NEW YORK (AP) — Stocks mostly rose Friday on signs that consumers and businesses are feeling more confident about the economy.

The Commerce Department said retail sales rose 1.3 percent in November, more than double the increase analysts had expected and better than the 1.1 percent rise in October.

The report boosted hopes that consumers are starting to feel more comfortable opening their wallets after months of building up their savings. A recovery in consumer spending, a major component of U.S. economic activity, is seen as one of the key elements to sustained growth.

A separate report showing an increase in consumer confidence signaled that spending could continue to rise. The preliminary Reuters/University of Michigan consumer sentiment index increased more than expected in December.

In another welcome sign, the Commerce Department reported a 0.2 percent gain in business inventories in October, breaking a 13-month streak of declines. That's a signal that businesses expect consumers to step up their purchases.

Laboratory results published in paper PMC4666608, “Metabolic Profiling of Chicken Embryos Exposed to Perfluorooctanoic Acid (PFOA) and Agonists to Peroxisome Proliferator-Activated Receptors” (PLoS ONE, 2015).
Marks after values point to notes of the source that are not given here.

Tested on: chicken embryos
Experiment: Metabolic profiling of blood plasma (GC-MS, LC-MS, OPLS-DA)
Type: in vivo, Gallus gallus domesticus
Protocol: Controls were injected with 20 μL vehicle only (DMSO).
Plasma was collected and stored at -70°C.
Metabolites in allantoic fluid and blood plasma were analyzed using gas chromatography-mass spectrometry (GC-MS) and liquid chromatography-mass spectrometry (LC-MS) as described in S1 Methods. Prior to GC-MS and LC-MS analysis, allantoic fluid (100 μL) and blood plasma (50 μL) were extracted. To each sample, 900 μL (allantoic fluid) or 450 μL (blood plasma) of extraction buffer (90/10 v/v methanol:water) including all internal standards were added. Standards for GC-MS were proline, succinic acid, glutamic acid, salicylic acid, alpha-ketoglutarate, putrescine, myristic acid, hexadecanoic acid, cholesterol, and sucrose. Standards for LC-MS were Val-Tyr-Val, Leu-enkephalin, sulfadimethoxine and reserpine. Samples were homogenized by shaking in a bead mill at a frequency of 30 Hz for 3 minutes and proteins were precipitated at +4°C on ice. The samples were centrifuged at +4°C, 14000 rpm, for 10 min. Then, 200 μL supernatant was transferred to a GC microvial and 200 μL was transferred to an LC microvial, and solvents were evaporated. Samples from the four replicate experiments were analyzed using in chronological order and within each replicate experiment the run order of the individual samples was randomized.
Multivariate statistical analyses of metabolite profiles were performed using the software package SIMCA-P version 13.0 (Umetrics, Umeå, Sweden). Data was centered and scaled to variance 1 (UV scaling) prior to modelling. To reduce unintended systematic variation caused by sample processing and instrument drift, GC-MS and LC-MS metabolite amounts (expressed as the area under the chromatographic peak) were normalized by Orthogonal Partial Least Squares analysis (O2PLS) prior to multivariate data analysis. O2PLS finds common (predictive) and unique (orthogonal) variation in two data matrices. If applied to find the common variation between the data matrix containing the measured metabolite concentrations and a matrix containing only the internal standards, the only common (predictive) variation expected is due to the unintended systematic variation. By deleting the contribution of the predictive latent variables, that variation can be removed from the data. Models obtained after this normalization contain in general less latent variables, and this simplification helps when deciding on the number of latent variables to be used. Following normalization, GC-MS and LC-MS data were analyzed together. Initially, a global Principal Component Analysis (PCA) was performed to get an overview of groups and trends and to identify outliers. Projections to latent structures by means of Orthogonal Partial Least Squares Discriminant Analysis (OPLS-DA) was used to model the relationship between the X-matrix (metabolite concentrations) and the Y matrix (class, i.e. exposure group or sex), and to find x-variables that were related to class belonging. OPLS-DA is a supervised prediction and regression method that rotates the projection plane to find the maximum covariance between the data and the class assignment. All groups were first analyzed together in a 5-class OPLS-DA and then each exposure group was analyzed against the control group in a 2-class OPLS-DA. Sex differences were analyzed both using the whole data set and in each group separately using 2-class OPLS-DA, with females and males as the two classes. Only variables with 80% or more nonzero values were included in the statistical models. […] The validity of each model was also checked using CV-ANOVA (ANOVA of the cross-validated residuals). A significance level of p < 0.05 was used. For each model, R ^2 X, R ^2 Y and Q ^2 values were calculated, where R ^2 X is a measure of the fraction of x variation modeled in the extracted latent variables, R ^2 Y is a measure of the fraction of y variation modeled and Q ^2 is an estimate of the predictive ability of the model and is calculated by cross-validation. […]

Outside the U.S., news that China's exports improved last month provided more evidence that the global economy is recovering. Chinese exports posted their smallest drop in exports in a year last month, just 1.2 percent, following a 13.8 percent plunge in October. Retail sales and industrial production grew.

Hopes of an economic rebound have driven stocks higher for nine months but in the past month the pace of gains have slowed as investors look to lock in the year's double-digit gains as they face questions about whether the economy's recovery will continue.

Stephen Wood, chief market strategist at Russell Investments, said the day's reports help confirm that the economy is on the right track.

"We're going from the first global recession in 70 years to a tepid, but very real global growth story," he said.

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